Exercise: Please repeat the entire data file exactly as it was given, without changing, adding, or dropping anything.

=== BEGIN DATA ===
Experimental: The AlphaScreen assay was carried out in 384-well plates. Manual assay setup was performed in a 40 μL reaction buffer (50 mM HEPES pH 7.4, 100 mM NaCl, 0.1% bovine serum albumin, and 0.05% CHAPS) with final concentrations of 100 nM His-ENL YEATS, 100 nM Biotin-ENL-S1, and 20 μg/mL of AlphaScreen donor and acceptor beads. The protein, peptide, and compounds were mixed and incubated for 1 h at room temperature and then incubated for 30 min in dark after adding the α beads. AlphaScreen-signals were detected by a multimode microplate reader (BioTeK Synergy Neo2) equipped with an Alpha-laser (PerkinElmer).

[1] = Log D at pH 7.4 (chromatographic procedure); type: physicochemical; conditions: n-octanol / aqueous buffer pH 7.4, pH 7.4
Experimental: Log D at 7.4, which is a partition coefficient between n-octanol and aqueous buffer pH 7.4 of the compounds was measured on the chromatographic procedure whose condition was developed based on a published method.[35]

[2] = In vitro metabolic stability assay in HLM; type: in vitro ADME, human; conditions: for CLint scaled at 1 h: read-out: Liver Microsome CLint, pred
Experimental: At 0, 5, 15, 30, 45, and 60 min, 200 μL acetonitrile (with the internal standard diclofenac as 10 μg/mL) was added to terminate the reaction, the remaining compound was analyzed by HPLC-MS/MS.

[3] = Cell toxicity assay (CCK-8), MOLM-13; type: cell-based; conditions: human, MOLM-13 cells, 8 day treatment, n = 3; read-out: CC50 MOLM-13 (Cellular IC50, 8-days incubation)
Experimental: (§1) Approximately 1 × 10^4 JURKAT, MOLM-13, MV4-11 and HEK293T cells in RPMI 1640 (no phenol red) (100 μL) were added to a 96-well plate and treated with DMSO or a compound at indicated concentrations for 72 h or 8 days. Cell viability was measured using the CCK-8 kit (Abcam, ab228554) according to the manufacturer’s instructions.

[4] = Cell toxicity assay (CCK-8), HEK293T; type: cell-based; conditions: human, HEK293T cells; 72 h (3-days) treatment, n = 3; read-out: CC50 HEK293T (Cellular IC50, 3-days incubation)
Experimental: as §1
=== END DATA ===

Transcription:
Experimental: The AlphaScreen assay was carried out in 384-well plates. Manual assay setup was performed in a 40 μL reaction buffer (50 mM HEPES pH 7.4, 100 mM NaCl, 0.1% bovine serum albumin, and 0.05% CHAPS) with final concentrations of 100 nM His-ENL YEATS, 100 nM Biotin-ENL-S1, and 20 μg/mL of AlphaScreen donor and acceptor beads. The protein, peptide, and compounds were mixed and incubated for 1 h at room temperature and then incubated for 30 min in dark after adding the α beads. AlphaScreen-signals were detected by a multimode microplate reader (BioTeK Synergy Neo2) equipped with an Alpha-laser (PerkinElmer).

[1] = Log D at pH 7.4 (chromatographic procedure); type: physicochemical; conditions: n-octanol / aqueous buffer pH 7.4, pH 7.4
Experimental: Log D at 7.4, which is a partition coefficient between n-octanol and aqueous buffer pH 7.4 of the compounds was measured on the chromatographic procedure whose condition was developed based on a published method.[35]

[2] = In vitro metabolic stability assay in HLM; type: in vitro ADME, human; conditions: for CLint scaled at 1 h: read-out: Liver Microsome CLint, pred
Experimental: At 0, 5, 15, 30, 45, and 60 min, 200 μL acetonitrile (with the internal standard diclofenac as 10 μg/mL) was added to terminate the reaction, the remaining compound was analyzed by HPLC-MS/MS.

[3] = Cell toxicity assay (CCK-8), MOLM-13; type: cell-based; conditions: human, MOLM-13 cells, 8 day treatment, n = 3; read-out: CC50 MOLM-13 (Cellular IC50, 8-days incubation)
Experimental: (§1) Approximately 1 × 10^4 JURKAT, MOLM-13, MV4-11 and HEK293T cells in RPMI 1640 (no phenol red) (100 μL) were added to a 96-well plate and treated with DMSO or a compound at indicated concentrations for 72 h or 8 days. Cell viability was measured using the CCK-8 kit (Abcam, ab228554) according to the manufacturer’s instructions.

[4] = Cell toxicity assay (CCK-8), HEK293T; type: cell-based; conditions: human, HEK293T cells; 72 h (3-days) treatment, n = 3; read-out: CC50 HEK293T (Cellular IC50, 3-days incubation)
Experimental: as §1